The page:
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Frederick Moe

Last two copies! A new, revised edition of DJ Frederick's complex portrait of his father. Singing cowboy, emotionally abusive World War II veteran, lover of Indian music, and member of a Christian Ashram. It's a short zine that is heavy, sweet, and full of complicated emotions.

18 pages, cardstock covers, half-letter size.

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Taking his long-running Paper Radio/Signals zine in a new direction, Tin Can Telephone is DJ Frederick's brand new variety zine. Spanning from personal stories to book reviews and a 1964 hometown murder mystery, it's a fascinating ride. Plus: 40 years of concerts in New Hampshire, in review form (including Cocteau Twins and Odetta!).

20 pages, half-letter size...[ continued ]

Bookselling, disability rights activism, sigils, pirate radio, LaMonte Young and the evolution of the drone.

16 pages, half-letter size. (+ a mini-zine inside!)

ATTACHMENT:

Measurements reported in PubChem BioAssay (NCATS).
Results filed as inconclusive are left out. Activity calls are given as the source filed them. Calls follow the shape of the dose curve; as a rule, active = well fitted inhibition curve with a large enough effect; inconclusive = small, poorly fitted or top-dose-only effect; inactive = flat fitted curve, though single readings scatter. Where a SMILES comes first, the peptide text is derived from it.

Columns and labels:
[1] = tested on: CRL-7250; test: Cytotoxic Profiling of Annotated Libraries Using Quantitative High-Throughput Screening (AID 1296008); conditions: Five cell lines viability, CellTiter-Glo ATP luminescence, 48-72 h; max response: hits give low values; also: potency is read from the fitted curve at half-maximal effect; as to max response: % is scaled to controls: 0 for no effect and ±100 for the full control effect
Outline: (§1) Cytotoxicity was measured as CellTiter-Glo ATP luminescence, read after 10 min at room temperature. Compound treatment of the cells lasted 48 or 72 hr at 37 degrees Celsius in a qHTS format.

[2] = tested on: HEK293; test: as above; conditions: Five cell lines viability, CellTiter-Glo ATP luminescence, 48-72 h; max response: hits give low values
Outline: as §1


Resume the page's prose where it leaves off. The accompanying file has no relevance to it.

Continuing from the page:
Last copy! In praise of growing old, Manos: Hands of Fate, and interviews with cassette solo piano artist Nick Keeling and shortwave radio host Captain Ron.

16 pages, half-letter size.

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Looking at the communal farms that came out of the underground press movement of the 1960s, Farm & Wilderness Report focuses on the entwined histories of Total Loss Farm and Montague Farm. Frederick Moe reviews the literature that came out of those communal projects and talks about how the influence of these spaces changed the way he lived his life.

32 pages, half-letter size...[ continued ]

Tin Can Telephone, Frederick Moe's great variety zine, is always a treat. In this issue: a short history of pirate TV intrusions, Billy Roberts (Last Night at the Casino) interviews Sarah MacDonald of Thrifty Times zine, Arnold Hollander gives a history of Grassroots Reflections, Frederick talks tape-music history with Ray Carmen, and much more.

28 pages, half-letter size...[ continued ]